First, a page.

The CPT in brief

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European Convention for the Prevention of Torture and Inhuman or Degrading Treatment or Punishment
 The CPT's Standards

Preventing ill-treatment of persons deprived of their liberty in Europe

The CPT organises visits to places of detention, in order to assess how persons deprived of their liberty are treated. These places include prisons, juvenile detention centres, police stations, holding centres for immigration detainees, psychiatric hospitals, social care homes, etc.

CPT delegations have unlimited access to places of detention, and the right to move inside such places without restriction. They interview persons deprived of their liberty in private, and communicate freely with anyone who can provide information.

After each visit, the CPT sends a detailed report to the State concerned. This report includes the CPT’s findings, and its recommendations, comments and requests for information. The CPT also requests a detailed response to the issues raised in its report. These reports and responses form part of the ongoing dialogue with the States concerned.

The CPT’s full title is the “European Committee for the Prevention of Torture and Inhuman or Degrading Treatment or Punishment”. This highlights two important features: first, it is European, and second, it not only covers “torture”, but also a whole range of situations which could amount to “inhuman or degrading treatment or punishment”.

A system of visits

Visits are carried out by delegations, usually made up of several CPT members, accompanied by staff members of the Committee's Secretariat and, if necessary, by additional experts and interpreters. 

CPT delegations carry out visits on a periodic basis (usually once every four years), but additional “ad hoc” visits are carried out when necessary.

The Committee must notify the State concerned that it intends to carry out a visit. After notification, the CPT delegation may go to any place where persons may be deprived of their liberty at any time and without notice.

Co-operation and confidentiality

The principles of co-operation and confidentiality are embodied in the international convention which establishes the CPT.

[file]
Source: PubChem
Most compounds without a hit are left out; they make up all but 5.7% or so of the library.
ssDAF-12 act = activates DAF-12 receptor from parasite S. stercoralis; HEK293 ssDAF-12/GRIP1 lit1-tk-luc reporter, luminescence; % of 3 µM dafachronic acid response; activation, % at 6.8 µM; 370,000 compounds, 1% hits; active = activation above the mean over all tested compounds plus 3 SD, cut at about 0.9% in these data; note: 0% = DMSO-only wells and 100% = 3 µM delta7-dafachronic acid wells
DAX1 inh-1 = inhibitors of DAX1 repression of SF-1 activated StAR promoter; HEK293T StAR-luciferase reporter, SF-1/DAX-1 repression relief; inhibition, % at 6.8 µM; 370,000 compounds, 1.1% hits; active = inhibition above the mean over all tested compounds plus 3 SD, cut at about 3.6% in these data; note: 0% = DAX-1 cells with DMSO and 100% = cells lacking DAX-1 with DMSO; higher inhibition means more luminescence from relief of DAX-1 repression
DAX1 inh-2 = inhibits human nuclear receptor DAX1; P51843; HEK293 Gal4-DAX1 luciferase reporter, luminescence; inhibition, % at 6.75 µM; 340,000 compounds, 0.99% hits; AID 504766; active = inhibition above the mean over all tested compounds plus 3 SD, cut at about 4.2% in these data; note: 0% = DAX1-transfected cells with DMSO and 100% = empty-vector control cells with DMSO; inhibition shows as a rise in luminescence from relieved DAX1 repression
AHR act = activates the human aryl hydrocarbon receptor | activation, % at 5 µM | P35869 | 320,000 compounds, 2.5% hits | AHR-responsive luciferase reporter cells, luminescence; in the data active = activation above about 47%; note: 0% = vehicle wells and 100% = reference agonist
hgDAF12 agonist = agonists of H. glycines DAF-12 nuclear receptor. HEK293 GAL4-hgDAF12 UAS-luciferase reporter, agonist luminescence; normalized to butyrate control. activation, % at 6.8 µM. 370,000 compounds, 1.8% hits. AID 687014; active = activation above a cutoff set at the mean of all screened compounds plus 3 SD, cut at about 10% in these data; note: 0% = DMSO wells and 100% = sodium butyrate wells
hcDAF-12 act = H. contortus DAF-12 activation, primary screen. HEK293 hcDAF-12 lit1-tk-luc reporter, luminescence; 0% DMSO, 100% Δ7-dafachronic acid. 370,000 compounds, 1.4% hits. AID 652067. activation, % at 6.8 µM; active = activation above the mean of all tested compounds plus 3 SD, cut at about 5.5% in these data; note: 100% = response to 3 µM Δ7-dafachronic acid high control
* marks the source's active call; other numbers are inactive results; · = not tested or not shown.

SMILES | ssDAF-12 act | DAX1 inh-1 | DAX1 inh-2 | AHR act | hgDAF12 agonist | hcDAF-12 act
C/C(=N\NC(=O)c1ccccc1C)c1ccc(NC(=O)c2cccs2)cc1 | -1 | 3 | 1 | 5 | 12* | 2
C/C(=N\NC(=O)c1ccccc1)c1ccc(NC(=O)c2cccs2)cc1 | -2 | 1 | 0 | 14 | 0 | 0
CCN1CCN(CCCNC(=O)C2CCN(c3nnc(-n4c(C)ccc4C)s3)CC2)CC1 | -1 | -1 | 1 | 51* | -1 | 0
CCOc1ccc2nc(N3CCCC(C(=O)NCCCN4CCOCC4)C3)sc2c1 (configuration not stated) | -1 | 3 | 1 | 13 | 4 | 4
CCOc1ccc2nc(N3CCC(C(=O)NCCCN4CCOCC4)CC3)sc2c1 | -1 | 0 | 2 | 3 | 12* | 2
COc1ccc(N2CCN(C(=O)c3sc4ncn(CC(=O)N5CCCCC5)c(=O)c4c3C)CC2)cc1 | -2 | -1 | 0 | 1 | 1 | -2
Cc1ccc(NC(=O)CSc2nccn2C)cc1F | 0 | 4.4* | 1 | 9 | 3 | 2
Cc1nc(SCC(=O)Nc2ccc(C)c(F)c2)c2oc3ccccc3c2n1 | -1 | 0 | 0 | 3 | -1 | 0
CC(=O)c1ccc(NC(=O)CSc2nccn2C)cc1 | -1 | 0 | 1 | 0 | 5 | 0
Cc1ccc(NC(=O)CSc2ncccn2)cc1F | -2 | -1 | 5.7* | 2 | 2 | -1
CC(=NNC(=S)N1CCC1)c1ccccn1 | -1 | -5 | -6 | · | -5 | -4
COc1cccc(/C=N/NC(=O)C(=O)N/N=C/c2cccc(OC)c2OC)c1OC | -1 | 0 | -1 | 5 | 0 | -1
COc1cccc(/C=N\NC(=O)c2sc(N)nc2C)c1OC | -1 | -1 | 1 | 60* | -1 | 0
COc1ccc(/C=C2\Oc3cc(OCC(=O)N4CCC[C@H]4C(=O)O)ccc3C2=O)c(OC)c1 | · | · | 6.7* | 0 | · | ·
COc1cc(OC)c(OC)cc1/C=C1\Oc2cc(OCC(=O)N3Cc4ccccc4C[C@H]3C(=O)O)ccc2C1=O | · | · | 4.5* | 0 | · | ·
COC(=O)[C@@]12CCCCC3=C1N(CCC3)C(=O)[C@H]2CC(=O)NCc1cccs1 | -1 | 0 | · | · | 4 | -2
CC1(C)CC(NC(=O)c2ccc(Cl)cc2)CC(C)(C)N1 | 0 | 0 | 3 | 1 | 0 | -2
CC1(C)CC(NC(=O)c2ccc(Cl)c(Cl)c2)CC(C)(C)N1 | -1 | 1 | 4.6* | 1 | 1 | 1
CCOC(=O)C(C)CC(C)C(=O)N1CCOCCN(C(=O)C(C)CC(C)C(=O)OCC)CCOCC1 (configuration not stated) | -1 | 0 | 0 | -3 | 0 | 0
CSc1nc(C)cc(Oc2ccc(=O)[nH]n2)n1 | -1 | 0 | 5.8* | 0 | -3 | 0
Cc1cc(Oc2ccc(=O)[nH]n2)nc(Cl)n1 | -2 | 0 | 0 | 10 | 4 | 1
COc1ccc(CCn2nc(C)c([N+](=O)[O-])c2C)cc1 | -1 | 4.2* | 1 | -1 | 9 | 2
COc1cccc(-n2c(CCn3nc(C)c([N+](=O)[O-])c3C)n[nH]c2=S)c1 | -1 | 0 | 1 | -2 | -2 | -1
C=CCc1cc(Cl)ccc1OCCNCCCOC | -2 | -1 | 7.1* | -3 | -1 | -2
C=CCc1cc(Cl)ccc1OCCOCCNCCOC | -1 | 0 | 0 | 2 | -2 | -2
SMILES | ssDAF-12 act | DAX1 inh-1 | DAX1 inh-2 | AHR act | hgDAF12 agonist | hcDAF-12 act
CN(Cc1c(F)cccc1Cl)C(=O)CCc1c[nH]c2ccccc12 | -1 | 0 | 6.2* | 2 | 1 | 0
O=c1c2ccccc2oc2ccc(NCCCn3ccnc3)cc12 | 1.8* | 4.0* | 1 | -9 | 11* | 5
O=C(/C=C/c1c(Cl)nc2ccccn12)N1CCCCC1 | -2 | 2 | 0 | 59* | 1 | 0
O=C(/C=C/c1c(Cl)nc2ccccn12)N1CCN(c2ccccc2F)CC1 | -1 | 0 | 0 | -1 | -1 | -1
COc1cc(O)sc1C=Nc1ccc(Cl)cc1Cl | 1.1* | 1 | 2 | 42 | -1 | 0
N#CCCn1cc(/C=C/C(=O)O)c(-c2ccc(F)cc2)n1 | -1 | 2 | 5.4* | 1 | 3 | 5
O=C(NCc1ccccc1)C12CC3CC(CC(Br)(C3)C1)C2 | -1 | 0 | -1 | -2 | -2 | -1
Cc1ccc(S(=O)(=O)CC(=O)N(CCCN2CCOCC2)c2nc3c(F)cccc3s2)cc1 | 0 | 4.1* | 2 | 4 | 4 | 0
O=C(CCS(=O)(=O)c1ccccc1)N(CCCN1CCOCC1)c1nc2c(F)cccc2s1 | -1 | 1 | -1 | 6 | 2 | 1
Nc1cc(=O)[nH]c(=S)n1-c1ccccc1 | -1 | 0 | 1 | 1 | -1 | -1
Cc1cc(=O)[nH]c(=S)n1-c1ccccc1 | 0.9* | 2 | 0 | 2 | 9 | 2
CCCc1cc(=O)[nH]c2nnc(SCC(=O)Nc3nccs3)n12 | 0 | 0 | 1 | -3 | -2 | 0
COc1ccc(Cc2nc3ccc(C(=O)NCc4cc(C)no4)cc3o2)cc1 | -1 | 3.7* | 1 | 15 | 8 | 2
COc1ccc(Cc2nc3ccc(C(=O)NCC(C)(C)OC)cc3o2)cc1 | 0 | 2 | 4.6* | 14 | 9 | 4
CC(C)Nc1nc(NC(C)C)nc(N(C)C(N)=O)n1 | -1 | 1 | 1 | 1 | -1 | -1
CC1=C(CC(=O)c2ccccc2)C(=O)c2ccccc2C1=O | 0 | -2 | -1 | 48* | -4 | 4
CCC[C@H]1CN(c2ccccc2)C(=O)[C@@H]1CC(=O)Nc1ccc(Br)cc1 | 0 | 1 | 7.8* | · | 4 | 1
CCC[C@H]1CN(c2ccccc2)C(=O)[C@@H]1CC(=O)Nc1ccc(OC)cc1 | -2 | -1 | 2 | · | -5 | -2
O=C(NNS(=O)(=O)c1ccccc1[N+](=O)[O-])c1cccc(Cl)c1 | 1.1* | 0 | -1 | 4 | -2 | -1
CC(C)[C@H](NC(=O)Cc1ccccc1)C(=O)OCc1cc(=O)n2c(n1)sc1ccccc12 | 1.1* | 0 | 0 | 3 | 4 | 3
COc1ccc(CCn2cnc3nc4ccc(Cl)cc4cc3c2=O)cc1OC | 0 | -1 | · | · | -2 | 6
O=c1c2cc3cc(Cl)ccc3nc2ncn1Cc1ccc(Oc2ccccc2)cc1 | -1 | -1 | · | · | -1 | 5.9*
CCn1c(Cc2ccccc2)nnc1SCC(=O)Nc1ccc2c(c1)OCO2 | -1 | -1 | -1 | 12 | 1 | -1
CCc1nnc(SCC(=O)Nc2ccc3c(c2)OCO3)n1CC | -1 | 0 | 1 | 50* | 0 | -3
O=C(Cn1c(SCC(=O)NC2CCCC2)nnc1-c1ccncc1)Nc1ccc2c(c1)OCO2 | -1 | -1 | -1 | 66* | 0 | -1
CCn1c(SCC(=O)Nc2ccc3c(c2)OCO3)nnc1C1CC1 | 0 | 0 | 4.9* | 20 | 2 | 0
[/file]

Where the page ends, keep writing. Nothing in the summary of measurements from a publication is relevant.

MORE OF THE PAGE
• Co-operation with the national authorities is at the heart of the CPT’s work, since the aim is to protect persons deprived of their liberty rather than to condemn States for abuses.
  • Confidentiality is another characteristic of the work of the CPT: the Committee’s findings, its reports and the governments’ responses are, in principle, confidential. Nevertheless, a great deal of information about the CPT’s work is in the public domain.


  • The State itself may request publication of the CPT’s report, together with its own response. So far, most States have chosen to publish these documents.
  • If a State fails to co-operate or refuses to improve the situation in the light of the CPT's recommendations, the Committee may decide to make a public statement.
  • In addition, the CPT draws up a general Report on its activities, which is published once a year.

Structure of the CPT

  • The CPT's members are independent and impartial experts from a variety of backgrounds, including lawyers, medical doctors and specialists in prison or police matters.
  • One member is elected by the Council of Europe’s Committee of Ministers in respect of each State Party. The members serve in their individual capacity (that is, they do not represent the State in respect of which they have been elected). To further guarantee independence, members do not visit the State in respect of which they have been elected.
  • The Secretariat of the CPT forms part of the Council of Europe.


  • The CPT was set up under the Council of Europe’s “European Convention for the Prevention of Torture and Inhuman or Degrading Treatment or Punishment”, which came into force in 1989.
  • It builds on Article 3 of the European Convention on Human Rights which provides that: “No one shall be subjected to torture or to inhuman or degrading treatment or punishment”.
  • The CPT is not an investigative body, but provides a non-judicial preventive mechanism to protect persons deprived of their liberty against torture and other forms of ill-treatment. It thus complements the judicial work of the European Court of Human Rights.


  • The Convention has been ratified by all the 46 member States of the Council of Europe.
  • In addition, the Committee of Ministers of the Council of Europe may invite any non-member State of the Organisation to accede to the Convention.